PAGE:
The Troll in Scots and Shetland Scots






The Troll and the Kist of Gowd
The Troll in Scots
Julia Donaldson
Illustrated by David Roberts
Translated by James Robertson


There wis yince a troll that steyed ablow a brig.
(That’s jist whaur trolls are meant tae stey.)

Meanwhile, awa oot tae sea, there wis some pirates that steyed in a ship.
(And that’s jist whaur pirates are meant tae stey.)

Trolls, they say, are meant tae eat goats, but nae goats cam teeter-totterin ower this troll’s wee brig. Sae he ate fush insteid.

So begins this hilarious tale of the adventures of a bunch of incompetent pirates who can’t cook, and a crabbit auld troll who can. Their lives seem very far apart: the troll, whose favourite dish is goat, tries and fails to eat the creatures crossing various bridges he hides under; the pirates, who like to eat fish, try and fail to find buried treasure. But by a series of coincidences their paths cross – with dramatic consequences!

 








Da Trow
The Troll in Shetland
Julia Donaldson
Illustrated by David Roberts
Translated by Christine de Luca


Dey wir eence a trow at baed anunder a brig.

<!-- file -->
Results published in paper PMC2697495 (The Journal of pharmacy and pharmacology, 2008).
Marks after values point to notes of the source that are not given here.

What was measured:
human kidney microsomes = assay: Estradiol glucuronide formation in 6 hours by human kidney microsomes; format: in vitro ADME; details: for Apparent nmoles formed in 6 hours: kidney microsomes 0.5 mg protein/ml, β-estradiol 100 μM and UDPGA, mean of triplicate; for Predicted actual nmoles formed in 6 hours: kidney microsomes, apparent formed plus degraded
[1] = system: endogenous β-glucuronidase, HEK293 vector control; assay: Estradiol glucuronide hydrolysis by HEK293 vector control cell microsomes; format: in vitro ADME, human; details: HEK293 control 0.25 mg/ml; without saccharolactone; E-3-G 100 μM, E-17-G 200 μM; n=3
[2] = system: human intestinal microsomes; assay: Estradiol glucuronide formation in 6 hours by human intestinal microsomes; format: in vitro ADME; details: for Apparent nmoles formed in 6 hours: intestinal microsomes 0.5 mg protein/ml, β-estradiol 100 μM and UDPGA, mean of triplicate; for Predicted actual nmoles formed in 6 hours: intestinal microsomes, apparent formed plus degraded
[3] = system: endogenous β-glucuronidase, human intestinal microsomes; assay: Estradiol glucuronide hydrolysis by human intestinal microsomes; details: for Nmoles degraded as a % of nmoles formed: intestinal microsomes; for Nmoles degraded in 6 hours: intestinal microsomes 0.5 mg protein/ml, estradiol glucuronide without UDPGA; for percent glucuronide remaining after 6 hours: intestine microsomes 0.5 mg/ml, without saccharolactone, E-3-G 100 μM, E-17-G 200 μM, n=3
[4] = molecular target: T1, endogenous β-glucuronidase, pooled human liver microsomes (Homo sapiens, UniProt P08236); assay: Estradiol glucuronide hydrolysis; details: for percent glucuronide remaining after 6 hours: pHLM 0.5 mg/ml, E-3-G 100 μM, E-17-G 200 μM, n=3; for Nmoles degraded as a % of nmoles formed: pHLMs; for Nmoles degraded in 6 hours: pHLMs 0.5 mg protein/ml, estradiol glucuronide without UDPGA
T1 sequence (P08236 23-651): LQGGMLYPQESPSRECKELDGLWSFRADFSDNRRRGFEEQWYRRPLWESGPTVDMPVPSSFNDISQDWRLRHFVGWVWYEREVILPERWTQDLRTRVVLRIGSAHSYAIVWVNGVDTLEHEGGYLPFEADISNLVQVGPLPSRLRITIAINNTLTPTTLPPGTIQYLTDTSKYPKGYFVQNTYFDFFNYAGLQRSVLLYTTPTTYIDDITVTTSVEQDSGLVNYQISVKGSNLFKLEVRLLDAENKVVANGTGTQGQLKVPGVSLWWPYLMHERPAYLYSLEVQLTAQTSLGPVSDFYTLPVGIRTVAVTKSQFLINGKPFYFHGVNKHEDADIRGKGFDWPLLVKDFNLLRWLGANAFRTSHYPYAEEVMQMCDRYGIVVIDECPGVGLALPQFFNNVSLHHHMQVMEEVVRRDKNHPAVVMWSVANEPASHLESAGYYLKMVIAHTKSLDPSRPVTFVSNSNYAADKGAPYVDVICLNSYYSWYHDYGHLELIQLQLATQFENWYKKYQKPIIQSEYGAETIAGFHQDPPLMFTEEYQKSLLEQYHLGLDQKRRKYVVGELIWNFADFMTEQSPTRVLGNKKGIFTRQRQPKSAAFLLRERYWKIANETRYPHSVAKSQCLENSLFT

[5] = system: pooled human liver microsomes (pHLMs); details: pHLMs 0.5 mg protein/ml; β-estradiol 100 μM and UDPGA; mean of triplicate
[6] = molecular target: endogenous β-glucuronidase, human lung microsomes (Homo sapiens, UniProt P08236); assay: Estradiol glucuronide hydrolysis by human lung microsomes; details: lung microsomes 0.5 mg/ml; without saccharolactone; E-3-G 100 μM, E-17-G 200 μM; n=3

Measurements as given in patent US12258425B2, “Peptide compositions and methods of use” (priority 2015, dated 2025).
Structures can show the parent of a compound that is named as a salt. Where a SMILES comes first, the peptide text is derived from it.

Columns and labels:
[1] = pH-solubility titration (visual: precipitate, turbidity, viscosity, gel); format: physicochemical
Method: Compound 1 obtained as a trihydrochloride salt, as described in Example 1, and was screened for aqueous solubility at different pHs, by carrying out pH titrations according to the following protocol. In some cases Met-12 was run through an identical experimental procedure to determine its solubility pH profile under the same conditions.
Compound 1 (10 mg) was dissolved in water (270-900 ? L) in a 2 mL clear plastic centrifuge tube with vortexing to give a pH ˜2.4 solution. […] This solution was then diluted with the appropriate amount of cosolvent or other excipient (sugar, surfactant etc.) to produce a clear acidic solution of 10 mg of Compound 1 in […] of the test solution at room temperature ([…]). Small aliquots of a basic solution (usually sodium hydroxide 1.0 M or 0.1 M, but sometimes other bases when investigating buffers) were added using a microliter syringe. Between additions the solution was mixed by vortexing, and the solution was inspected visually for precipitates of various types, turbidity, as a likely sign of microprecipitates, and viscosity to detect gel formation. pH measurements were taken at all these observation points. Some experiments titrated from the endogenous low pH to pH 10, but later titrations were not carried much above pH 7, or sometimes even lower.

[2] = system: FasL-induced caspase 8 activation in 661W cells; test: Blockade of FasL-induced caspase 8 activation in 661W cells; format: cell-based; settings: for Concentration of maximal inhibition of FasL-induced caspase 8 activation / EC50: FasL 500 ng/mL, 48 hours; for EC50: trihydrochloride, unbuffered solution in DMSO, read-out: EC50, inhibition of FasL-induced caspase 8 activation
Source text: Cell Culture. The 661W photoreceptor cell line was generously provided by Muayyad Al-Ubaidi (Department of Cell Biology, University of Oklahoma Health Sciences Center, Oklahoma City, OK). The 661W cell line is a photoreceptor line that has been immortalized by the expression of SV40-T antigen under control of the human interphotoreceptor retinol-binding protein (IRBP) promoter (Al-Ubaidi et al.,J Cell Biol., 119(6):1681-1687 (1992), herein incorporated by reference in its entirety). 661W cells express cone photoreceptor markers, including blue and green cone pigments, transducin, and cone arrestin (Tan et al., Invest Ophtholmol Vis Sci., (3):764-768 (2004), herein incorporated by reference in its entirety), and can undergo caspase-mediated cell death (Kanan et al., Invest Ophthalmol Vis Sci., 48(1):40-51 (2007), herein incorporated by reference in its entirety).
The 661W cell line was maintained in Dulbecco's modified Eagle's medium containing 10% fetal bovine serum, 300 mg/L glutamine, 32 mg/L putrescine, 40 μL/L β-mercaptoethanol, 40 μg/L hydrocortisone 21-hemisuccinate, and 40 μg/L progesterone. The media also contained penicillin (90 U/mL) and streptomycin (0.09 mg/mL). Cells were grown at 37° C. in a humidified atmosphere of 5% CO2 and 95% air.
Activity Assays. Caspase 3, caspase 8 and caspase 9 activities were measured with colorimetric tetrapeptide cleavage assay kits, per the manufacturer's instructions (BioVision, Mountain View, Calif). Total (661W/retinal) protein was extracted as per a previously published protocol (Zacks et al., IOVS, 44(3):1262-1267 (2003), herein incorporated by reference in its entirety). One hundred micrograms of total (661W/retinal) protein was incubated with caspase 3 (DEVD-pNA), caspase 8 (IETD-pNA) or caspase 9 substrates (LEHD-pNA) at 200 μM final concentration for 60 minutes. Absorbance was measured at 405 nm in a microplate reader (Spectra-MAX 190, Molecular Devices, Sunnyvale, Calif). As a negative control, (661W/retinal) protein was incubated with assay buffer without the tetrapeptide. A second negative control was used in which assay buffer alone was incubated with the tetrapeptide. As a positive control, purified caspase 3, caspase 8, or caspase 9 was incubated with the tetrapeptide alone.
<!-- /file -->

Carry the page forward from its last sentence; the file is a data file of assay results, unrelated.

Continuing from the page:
(Maist trows bide in hadds anunder hills.)

Aboot da sam time, fram apo da far haaf,dey wir some pirates dat baed apon a ship.
(Dat's whaar pirates is meant ta bide.)

Trows is supposed ta aet goats (dey say!) But nae goats ivver cam tipperin owre dis trow's peerie brig. Sae he ot fish instead.


So begins this hilarious tale of the adventures of a bunch of incompetent pirates who can't cook, and a crabbit auld troll (in Shetland, where they live in great abundance, trolls are known as trows) who can. Their lives seem very far apart: the troll, whose favourite dish is goat, tries and fails to eat the creatures crossing various bridges he hides under; the pirates, who like to eat fish, try and fail to find buried treasure.